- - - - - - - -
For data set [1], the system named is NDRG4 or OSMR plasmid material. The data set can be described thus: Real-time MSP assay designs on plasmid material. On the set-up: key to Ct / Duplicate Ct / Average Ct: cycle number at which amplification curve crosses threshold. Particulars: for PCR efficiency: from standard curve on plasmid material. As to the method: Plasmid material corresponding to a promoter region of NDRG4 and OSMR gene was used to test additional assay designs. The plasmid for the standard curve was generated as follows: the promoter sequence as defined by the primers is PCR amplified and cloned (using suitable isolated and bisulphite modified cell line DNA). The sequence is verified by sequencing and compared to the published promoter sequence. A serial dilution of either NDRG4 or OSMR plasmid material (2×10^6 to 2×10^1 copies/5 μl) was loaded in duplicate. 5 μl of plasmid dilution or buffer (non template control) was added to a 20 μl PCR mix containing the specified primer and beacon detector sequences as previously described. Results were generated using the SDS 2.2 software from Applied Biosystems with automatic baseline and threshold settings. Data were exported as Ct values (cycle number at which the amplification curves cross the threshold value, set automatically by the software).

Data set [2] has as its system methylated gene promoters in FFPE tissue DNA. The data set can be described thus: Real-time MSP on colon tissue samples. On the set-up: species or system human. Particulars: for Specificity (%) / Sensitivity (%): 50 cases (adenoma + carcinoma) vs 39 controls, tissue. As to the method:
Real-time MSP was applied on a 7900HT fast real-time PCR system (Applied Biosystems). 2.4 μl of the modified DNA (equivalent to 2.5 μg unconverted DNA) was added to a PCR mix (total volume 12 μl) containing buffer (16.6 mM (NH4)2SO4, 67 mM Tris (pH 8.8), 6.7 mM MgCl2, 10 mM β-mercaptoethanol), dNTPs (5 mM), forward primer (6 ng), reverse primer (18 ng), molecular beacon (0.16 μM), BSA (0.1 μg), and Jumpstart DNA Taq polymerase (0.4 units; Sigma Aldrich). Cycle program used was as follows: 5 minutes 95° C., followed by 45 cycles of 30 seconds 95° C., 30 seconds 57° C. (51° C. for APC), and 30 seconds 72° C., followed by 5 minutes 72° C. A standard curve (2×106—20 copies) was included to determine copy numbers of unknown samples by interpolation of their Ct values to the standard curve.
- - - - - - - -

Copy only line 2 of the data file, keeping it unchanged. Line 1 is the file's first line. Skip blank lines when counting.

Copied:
Data set [2] has as its system methylated gene promoters in FFPE tissue DNA. The data set can be described thus: Real-time MSP on colon tissue samples. On the set-up: species or system human. Particulars: for Specificity (%) / Sensitivity (%): 50 cases (adenoma + carcinoma) vs 39 controls, tissue. As to the method: